Volunteers make the fair possible

July 31, 2018

MITCHELL – When the livestock shows at the Scotts Bluff County Fair run smoothly, it’s due to lots of behind the scenes volunteer work to make them possible.

Ty Marker and Todd Neu are this year’s Barn Bosses who oversee the entire operation.

“We oversee all the superintendents for all the species in the shows and mediate any disputes or other problems that may come up,” Marker said. “I’m in my first year of a three-year term and we have lots of meetings throughout the year to get ready for the fair.”

Marker said they’re very fortunate to have an excellent, hardworking staff and volunteers that keep returning every year to make the shows possible.

“It always seems that every year we have a weather challenge thrown at us for the fair,” Marker said. “Rain gets blown into the barn and we have to get it dried out before the show. “The show barn flooded over the weekend, so that seems to be one of our bigger challenges.”

After making sure all the competitors had the equipment they needed as they prepared to show their animals, Marker spent some time in the barn visiting with local 4-H families.

“I love working with all the people and with the kids,” he said. I love animals so it’s fun to see the kids working on their projects. Success is our goal. We want everyone to come here and have a good experience.”

That joy has rubbed off on his daughter, Lizbeth. She showed pigs on Monday and will be back Thursday and Friday for market steers.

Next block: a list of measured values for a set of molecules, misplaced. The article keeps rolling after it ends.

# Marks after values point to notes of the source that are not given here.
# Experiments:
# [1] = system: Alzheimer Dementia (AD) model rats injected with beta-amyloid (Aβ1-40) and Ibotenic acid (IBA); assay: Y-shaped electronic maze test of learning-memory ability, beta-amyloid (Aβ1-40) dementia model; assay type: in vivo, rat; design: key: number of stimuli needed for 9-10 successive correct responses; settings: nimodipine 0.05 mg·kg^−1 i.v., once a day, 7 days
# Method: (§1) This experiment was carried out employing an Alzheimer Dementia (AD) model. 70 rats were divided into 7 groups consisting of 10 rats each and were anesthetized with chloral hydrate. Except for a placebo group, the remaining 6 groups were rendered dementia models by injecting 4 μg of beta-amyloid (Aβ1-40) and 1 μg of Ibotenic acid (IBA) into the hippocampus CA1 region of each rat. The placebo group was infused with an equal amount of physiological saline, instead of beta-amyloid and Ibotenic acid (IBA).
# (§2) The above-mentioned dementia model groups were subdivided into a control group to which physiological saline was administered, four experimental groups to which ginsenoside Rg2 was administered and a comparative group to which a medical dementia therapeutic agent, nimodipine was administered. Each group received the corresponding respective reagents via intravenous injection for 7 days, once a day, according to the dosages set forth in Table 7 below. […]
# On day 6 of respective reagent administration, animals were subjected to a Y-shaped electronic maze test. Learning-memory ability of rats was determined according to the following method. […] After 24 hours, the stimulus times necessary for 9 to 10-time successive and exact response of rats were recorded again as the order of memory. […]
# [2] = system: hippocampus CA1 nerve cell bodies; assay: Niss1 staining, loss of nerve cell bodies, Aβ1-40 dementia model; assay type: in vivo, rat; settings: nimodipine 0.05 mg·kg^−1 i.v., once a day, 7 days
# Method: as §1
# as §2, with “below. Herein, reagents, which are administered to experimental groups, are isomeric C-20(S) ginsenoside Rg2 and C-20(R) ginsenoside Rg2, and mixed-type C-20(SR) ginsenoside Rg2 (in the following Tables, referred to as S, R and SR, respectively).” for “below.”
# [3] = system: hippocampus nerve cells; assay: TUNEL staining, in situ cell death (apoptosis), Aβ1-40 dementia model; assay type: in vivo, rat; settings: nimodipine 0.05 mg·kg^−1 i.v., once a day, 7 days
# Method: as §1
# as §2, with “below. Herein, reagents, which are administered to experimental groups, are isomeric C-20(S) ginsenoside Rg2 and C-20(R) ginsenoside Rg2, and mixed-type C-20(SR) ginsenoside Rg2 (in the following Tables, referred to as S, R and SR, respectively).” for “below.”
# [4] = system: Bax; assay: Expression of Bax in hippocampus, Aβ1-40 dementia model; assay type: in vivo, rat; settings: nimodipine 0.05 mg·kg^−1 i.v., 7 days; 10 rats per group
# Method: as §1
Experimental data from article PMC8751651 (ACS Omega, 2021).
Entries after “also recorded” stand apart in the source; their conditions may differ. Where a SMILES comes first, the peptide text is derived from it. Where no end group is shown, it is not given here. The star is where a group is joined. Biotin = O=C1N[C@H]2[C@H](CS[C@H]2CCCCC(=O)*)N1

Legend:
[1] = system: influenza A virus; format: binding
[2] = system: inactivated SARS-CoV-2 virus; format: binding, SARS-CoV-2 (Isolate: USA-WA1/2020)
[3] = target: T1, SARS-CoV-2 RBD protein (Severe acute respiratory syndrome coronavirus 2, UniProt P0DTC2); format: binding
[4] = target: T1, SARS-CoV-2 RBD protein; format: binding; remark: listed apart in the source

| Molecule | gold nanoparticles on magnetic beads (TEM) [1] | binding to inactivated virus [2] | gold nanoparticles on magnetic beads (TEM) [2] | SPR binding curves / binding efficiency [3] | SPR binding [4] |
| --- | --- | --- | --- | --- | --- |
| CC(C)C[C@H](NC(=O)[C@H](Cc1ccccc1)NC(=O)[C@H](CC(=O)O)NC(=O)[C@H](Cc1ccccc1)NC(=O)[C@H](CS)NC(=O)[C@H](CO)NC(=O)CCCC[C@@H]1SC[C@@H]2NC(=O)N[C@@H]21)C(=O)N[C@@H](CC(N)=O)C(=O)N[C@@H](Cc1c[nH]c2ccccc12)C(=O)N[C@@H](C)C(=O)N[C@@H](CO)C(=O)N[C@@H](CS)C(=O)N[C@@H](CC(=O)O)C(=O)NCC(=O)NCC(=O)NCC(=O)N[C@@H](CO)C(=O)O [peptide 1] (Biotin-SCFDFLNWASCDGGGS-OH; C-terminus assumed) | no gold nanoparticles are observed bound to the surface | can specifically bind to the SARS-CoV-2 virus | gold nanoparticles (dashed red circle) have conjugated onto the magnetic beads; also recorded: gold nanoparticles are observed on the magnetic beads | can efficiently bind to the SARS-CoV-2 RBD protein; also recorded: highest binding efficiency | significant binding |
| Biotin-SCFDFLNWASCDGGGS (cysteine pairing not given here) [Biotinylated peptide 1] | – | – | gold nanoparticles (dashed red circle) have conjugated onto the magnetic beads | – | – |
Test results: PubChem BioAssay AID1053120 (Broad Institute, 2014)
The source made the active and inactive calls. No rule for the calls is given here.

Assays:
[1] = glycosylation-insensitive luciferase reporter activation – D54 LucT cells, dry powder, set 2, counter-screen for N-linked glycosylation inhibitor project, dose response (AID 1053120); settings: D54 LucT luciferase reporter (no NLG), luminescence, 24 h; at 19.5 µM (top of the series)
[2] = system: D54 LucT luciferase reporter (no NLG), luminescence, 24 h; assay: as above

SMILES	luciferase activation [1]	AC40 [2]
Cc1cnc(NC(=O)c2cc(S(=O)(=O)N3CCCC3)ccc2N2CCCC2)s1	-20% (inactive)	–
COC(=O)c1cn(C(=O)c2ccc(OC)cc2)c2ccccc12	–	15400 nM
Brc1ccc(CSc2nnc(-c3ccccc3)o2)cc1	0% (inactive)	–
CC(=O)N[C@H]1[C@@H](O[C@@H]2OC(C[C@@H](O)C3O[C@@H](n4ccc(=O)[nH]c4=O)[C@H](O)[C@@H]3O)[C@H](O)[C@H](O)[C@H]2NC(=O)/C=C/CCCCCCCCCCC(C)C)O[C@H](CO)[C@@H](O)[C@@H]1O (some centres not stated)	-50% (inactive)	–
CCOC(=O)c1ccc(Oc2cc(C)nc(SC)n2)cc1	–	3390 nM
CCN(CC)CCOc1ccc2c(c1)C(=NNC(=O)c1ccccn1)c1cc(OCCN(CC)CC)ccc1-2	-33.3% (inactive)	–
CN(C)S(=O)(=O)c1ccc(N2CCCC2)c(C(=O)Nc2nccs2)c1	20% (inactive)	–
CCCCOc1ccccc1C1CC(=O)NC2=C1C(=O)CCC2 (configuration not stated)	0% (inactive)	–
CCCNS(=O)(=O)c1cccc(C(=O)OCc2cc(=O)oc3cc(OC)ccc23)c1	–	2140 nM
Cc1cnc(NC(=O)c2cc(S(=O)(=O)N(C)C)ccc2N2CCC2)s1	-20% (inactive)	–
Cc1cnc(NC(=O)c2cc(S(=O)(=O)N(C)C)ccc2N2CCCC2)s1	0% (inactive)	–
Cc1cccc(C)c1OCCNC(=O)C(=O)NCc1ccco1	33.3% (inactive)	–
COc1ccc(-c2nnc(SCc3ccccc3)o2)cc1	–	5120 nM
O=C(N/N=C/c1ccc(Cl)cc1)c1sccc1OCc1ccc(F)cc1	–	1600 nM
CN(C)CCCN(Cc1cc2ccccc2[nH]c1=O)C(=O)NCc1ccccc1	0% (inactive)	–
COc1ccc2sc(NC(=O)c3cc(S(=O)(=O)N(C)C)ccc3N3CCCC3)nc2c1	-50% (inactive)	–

“Last year we had three species and only two this year,” Marker said. “We actually get Wednesday off, so that’s kind of nice.”

Ashley Shultz is the head superintendent for the swine division. They’re responsible for making sure the arena is set up for the show, and arrange for volunteers to handle animal weigh-ins and other duties.

“We meet throughout the year to make sure the show runs as smoothly as possible,” she said. “I also need to stay in contact with all my volunteers so we have people to handle all the duties that go along with the event. We usually have about 15 people to make the show possible.”

She said the swine shows have been running smoothly. The only problem happened Sunday night when rain soaked all the sawdust in the ring, which had to be replaced before the first show on Monday morning.

Shultz said she started showing 4-H livestock when she was 8 and has been involved in the program for more than 20 years.

“We’re all about the kids and helping them along the way,” she said. “That’s why I volunteer.”

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